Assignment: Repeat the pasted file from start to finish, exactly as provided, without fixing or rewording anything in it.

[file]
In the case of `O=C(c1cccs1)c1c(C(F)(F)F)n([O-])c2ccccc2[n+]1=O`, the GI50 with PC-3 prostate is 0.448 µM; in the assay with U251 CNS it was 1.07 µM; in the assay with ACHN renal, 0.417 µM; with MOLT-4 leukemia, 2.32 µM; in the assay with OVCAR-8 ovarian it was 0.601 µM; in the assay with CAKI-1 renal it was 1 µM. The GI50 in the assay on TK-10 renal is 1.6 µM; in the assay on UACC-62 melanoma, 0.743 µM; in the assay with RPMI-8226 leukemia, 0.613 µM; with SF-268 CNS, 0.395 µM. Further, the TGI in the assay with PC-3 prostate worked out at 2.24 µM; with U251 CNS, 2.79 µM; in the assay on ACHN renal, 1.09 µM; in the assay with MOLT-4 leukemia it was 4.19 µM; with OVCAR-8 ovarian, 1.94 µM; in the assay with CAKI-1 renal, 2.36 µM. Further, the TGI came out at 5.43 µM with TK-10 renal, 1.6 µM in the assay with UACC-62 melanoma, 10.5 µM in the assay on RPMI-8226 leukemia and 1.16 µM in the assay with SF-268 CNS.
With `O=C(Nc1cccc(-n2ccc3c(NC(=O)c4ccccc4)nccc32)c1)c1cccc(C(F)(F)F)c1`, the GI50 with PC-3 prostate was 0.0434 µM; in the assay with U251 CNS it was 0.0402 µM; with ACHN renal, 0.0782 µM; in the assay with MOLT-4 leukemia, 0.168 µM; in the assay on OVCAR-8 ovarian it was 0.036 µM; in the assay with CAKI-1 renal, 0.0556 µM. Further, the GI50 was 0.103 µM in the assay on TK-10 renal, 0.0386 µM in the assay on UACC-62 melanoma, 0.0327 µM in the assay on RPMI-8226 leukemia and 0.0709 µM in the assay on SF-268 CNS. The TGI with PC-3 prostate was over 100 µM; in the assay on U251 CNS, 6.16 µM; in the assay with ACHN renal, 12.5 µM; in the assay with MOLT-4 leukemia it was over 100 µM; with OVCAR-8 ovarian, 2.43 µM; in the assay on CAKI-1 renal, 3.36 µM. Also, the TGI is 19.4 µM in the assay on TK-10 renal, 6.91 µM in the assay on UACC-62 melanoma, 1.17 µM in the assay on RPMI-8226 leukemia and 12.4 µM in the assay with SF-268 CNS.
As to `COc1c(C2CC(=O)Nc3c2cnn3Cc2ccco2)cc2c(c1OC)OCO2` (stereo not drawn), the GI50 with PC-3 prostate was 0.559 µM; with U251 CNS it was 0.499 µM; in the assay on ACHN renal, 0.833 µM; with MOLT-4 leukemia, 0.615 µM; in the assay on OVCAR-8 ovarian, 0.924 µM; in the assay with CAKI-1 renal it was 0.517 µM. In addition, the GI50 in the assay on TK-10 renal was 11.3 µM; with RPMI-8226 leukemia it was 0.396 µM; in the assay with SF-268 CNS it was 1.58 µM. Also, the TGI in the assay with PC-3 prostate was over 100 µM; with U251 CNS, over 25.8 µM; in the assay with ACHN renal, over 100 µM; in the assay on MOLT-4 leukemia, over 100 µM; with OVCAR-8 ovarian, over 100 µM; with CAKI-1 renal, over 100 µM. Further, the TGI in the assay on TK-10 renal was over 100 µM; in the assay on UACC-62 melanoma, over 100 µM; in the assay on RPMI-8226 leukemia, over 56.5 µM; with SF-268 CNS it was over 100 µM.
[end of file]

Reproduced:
In the case of `O=C(c1cccs1)c1c(C(F)(F)F)n([O-])c2ccccc2[n+]1=O`, the GI50 with PC-3 prostate is 0.448 µM; in the assay with U251 CNS it was 1.07 µM; in the assay with ACHN renal, 0.417 µM; with MOLT-4 leukemia, 2.32 µM; in the assay with OVCAR-8 ovarian it was 0.601 µM; in the assay with CAKI-1 renal it was 1 µM. The GI50 in the assay on TK-10 renal is 1.6 µM; in the assay on UACC-62 melanoma, 0.743 µM; in the assay with RPMI-8226 leukemia, 0.613 µM; with SF-268 CNS, 0.395 µM. Further, the TGI in the assay with PC-3 prostate worked out at 2.24 µM; with U251 CNS, 2.79 µM; in the assay on ACHN renal, 1.09 µM; in the assay with MOLT-4 leukemia it was 4.19 µM; with OVCAR-8 ovarian, 1.94 µM; in the assay with CAKI-1 renal, 2.36 µM. Further, the TGI came out at 5.43 µM with TK-10 renal, 1.6 µM in the assay with UACC-62 melanoma, 10.5 µM in the assay on RPMI-8226 leukemia and 1.16 µM in the assay with SF-268 CNS.
With `O=C(Nc1cccc(-n2ccc3c(NC(=O)c4ccccc4)nccc32)c1)c1cccc(C(F)(F)F)c1`, the GI50 with PC-3 prostate was 0.0434 µM; in the assay with U251 CNS it was 0.0402 µM; with ACHN renal, 0.0782 µM; in the assay with MOLT-4 leukemia, 0.168 µM; in the assay on OVCAR-8 ovarian it was 0.036 µM; in the assay with CAKI-1 renal, 0.0556 µM. Further, the GI50 was 0.103 µM in the assay on TK-10 renal, 0.0386 µM in the assay on UACC-62 melanoma, 0.0327 µM in the assay on RPMI-8226 leukemia and 0.0709 µM in the assay on SF-268 CNS. The TGI with PC-3 prostate was over 100 µM; in the assay on U251 CNS, 6.16 µM; in the assay with ACHN renal, 12.5 µM; in the assay with MOLT-4 leukemia it was over 100 µM; with OVCAR-8 ovarian, 2.43 µM; in the assay on CAKI-1 renal, 3.36 µM. Also, the TGI is 19.4 µM in the assay on TK-10 renal, 6.91 µM in the assay on UACC-62 melanoma, 1.17 µM in the assay on RPMI-8226 leukemia and 12.4 µM in the assay with SF-268 CNS.
As to `COc1c(C2CC(=O)Nc3c2cnn3Cc2ccco2)cc2c(c1OC)OCO2` (stereo not drawn), the GI50 with PC-3 prostate was 0.559 µM; with U251 CNS it was 0.499 µM; in the assay on ACHN renal, 0.833 µM; with MOLT-4 leukemia, 0.615 µM; in the assay on OVCAR-8 ovarian, 0.924 µM; in the assay with CAKI-1 renal it was 0.517 µM. In addition, the GI50 in the assay on TK-10 renal was 11.3 µM; with RPMI-8226 leukemia it was 0.396 µM; in the assay with SF-268 CNS it was 1.58 µM. Also, the TGI in the assay with PC-3 prostate was over 100 µM; with U251 CNS, over 25.8 µM; in the assay with ACHN renal, over 100 µM; in the assay on MOLT-4 leukemia, over 100 µM; with OVCAR-8 ovarian, over 100 µM; with CAKI-1 renal, over 100 µM. Further, the TGI in the assay on TK-10 renal was over 100 µM; in the assay on UACC-62 melanoma, over 100 µM; in the assay on RPMI-8226 leukemia, over 56.5 µM; with SF-268 CNS it was over 100 µM.